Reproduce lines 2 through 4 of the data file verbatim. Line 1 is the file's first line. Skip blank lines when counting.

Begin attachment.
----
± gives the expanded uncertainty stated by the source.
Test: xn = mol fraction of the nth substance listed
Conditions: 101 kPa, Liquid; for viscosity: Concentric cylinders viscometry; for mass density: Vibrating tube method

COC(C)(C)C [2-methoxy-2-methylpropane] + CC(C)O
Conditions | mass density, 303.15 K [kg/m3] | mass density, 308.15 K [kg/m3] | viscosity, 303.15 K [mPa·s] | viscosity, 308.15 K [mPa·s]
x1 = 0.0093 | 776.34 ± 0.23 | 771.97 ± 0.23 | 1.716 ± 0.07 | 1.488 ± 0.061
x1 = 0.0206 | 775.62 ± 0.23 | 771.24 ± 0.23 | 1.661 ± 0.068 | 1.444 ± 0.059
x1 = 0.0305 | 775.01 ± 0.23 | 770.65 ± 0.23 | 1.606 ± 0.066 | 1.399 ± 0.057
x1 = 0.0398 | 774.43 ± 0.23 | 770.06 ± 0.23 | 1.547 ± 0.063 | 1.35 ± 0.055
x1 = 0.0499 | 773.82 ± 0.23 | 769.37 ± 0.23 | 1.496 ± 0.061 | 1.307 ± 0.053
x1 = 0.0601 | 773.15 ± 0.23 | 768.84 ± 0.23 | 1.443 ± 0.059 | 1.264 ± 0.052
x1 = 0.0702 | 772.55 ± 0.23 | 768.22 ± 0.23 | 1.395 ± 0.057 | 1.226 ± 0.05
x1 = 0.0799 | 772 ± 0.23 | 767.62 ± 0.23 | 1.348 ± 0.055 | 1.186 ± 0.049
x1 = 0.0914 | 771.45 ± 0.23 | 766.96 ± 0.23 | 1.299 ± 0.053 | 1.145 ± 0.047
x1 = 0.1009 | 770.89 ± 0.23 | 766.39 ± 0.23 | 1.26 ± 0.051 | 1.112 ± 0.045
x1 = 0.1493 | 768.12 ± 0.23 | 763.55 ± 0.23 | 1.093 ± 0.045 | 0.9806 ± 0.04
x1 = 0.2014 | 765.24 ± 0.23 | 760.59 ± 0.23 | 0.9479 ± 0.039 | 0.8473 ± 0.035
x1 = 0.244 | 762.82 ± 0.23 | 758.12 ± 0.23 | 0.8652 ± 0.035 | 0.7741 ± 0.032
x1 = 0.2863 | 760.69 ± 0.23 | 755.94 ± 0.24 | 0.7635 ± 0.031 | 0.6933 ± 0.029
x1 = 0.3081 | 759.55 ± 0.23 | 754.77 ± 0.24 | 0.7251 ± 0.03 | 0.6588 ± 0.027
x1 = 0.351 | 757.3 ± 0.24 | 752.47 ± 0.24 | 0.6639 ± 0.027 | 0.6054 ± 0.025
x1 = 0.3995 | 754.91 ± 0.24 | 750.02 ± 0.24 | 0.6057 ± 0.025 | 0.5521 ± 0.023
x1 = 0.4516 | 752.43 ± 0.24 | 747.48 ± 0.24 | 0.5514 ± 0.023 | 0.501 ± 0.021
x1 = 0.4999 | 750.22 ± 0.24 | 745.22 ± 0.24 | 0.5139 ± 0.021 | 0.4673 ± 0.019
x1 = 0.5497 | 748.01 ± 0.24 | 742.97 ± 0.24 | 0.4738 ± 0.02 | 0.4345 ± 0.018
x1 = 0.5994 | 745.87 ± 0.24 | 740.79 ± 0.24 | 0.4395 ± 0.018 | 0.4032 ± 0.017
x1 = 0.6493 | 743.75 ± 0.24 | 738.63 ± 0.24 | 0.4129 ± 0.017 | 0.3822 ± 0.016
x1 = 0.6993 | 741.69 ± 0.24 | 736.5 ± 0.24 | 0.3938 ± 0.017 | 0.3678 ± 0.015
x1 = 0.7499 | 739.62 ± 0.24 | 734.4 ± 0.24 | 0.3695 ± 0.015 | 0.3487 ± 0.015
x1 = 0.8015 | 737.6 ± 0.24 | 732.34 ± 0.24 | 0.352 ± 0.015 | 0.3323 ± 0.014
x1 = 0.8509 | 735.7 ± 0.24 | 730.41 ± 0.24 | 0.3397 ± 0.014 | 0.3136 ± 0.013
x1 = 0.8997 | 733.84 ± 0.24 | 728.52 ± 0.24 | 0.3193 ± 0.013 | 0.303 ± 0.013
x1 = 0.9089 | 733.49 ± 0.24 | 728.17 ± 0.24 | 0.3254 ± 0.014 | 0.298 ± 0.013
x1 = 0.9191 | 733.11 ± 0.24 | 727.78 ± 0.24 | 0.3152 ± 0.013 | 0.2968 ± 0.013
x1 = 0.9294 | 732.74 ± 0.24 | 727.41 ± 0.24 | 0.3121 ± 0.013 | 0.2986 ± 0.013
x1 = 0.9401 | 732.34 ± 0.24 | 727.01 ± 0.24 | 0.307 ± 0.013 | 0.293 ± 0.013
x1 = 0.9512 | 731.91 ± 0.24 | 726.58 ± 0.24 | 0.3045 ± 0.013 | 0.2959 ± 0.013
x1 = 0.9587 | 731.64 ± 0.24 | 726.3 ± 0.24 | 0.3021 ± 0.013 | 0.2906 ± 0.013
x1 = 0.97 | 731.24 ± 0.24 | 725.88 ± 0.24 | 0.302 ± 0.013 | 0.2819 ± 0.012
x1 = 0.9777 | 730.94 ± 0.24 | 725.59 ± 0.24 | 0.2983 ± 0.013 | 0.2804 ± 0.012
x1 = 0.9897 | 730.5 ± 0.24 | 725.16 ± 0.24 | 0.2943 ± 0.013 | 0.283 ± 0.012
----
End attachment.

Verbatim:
Test: xn = mol fraction of the nth substance listed
Conditions: 101 kPa, Liquid; for viscosity: Concentric cylinders viscometry; for mass density: Vibrating tube method

COC(C)(C)C [2-methoxy-2-methylpropane] + CC(C)O